Promotional image of the TimeGate pilot used in Televisual magazine (2002).

TimeGate in Televisual Magazine

By Nicholas Lam

An article on Televirtual's pioneering dramatic gameshow, TimeGate, appeared in Televisual Magazine in 2002.

iTV Virtuosity

Televirtual's sophisticated VR production suite has been put to use on a revolutionary interactive adventure game set in a sword-and-sorcery world the size of a large English county and as unpredictable "as a Beirut street," says its chairman.

20 years ago, dragons used to kidnap celebrities and transport them by London Underground to the planet Arg, where they would be made to play games for the entertainment of angry aspidistra.

Patrick Dowling's concept for BBC2 cult hit The Adventure Game introduced the idea of interactive puzzle-solving and fantasy to a TV audience.

If the set and graphics were primitive (titles were created on a BBC Micro computer), the format, including the "virtual death" of participants who failed to cross the Vortex space-bridge, signalled the emergence of a new genre.

East Anglian production company Televirtual (formerly Broadsword Television) has been pioneering such dramatised gameshows ever since.

Its Knightmare, an ITV children's show which ran for 8 series (1987-94) made extensive use of Cromakey (blue screen) technology. Cyberzone, commissioned for BBC2's Def II slot by Janet Street-Porter, was the world's first virtual reality TV show.

"The technology restricted our ability to reproduce proper VR worlds either in the studio or on screens," chairman Tim Child admits. His new project TimeGate "is the coming-of-age of our virtual production techniques," the culmination of six years of research and £4m of investment (including substantial EU funding).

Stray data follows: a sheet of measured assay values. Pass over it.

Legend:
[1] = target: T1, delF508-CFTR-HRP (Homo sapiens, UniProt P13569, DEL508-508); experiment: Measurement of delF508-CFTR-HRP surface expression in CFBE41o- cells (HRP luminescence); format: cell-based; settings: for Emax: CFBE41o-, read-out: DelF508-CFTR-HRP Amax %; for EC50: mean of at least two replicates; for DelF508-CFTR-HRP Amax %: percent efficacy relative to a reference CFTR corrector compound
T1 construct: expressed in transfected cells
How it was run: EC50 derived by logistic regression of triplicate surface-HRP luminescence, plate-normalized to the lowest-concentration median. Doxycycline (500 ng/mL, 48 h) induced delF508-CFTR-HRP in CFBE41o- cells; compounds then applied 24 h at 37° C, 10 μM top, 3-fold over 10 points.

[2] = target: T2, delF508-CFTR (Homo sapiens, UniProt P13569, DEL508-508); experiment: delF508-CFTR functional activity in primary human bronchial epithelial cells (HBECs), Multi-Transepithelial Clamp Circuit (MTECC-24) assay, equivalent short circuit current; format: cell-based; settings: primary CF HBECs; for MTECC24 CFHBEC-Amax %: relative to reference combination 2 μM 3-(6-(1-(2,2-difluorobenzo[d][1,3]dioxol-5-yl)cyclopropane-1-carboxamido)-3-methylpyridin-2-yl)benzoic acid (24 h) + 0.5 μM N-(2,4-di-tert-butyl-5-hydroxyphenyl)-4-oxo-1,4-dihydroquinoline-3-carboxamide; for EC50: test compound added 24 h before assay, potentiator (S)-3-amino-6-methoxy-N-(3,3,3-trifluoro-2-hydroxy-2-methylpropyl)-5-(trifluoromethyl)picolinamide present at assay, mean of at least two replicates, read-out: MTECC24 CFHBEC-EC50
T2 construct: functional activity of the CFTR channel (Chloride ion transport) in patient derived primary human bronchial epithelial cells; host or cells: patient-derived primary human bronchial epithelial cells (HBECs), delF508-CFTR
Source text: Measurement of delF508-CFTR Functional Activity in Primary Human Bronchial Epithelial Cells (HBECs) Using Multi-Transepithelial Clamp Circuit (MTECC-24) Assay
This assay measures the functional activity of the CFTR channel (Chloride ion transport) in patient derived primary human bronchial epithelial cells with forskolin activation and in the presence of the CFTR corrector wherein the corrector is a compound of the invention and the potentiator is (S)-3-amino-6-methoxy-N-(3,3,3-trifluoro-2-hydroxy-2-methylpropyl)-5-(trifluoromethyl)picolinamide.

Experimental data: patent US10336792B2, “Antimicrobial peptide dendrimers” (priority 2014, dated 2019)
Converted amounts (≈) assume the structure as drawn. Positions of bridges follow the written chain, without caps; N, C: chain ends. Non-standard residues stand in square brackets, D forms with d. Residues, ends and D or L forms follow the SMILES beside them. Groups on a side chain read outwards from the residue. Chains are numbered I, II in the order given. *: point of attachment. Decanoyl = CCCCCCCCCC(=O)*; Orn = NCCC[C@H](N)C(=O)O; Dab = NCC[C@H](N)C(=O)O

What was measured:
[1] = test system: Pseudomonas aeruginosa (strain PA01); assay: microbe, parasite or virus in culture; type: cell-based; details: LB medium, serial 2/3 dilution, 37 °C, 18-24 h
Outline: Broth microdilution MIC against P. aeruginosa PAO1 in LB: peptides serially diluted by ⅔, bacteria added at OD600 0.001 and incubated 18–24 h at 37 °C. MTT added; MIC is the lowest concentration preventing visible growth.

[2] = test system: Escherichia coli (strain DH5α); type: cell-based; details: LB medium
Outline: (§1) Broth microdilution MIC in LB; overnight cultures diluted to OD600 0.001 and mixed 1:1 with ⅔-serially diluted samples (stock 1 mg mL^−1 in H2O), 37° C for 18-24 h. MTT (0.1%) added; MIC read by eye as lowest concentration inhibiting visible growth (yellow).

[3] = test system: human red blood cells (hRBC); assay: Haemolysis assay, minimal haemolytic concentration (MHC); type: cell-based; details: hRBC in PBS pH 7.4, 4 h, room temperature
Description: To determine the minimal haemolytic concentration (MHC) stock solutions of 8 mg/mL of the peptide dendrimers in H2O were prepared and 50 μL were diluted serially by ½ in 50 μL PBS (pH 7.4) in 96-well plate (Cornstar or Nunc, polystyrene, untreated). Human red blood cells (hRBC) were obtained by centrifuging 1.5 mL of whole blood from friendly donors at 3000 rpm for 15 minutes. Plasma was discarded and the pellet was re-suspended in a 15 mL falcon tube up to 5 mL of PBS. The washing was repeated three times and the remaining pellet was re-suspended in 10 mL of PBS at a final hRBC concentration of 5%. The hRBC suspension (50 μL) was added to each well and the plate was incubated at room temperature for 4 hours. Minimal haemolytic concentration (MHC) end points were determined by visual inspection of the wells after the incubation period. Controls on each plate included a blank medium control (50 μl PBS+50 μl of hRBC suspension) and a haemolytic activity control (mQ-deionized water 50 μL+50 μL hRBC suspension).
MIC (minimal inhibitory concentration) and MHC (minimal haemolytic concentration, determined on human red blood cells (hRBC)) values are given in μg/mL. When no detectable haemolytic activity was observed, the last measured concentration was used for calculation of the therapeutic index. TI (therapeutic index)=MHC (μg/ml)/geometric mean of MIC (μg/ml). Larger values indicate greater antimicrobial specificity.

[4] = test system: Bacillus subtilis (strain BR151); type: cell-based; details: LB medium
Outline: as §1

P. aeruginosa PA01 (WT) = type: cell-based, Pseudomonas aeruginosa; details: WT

A pair of contestants must interact with the world's inhabitants using whatever clues they find to perform a series of tasks on the way to picking up a cash prize.

The technology restricted our ability to reproduce proper VR worlds, either in the studio or on screens.

Tim Child

One player resides in a museum-style studio set with a "god's view" of the VR world via an immersive tabletop (actually a Barco Baron).

They communicate verbally with a partner or "dungeoneer," who only appears as an avatar and is hidden off camera. They get a much more restricted first-person view of the world.

Not all creatures are there to help. "Combat could result forge allegiances with other characters." What sets TimeGate apart is the degree of interactivity accorded to up to 30 virtual characters, plus the maturing of techniques that are used to "virtually clone" a real person.

"We could have used motion-capture rigs or body suits, but we wanted to make the whole system accessible to TV producers without the aid of computer programmers," Child observes.

Using a process called photogrammetry, a 3D electronic representation of a contestant's face can be built in under two minutes from just two still images. The head is attached to a series of body movements and walk-cycles captured offline.

We wanted to make the whole system accessible to TV producers without the aid of computer programmers

Tim Child

"It was as much as we could do to control one character in 93; not we can control multiple characters. Unlike conventional computer games, players can't easily predict their response," he says.

"We've pre-programmed a series of movements and gestures for each character, since it would be too complex to puppeteer them live, but their dialogue is directly connected to the scene via a natural language programme."

A broadcaster could also choose to enhance the interactivity by choosing a different character's view of the scene.

All this information, along with a library of non-speaking characters, lighting effects, lip-sync and sound are processed through a proprietary PC-based real-time animation pipeline (RAP).

But the practicalities of production are governed by factors that exist in any soap: scene construction, performance/rehearsal-time and equity fees," Child adds.

The pilot for the 60 minute show was co-produced with Fremantle-Thames, and includes an online revenue stream. "Building the graphics costs a lot of money but if the online community is also paying to play an online version of the game, production costs become feasible."

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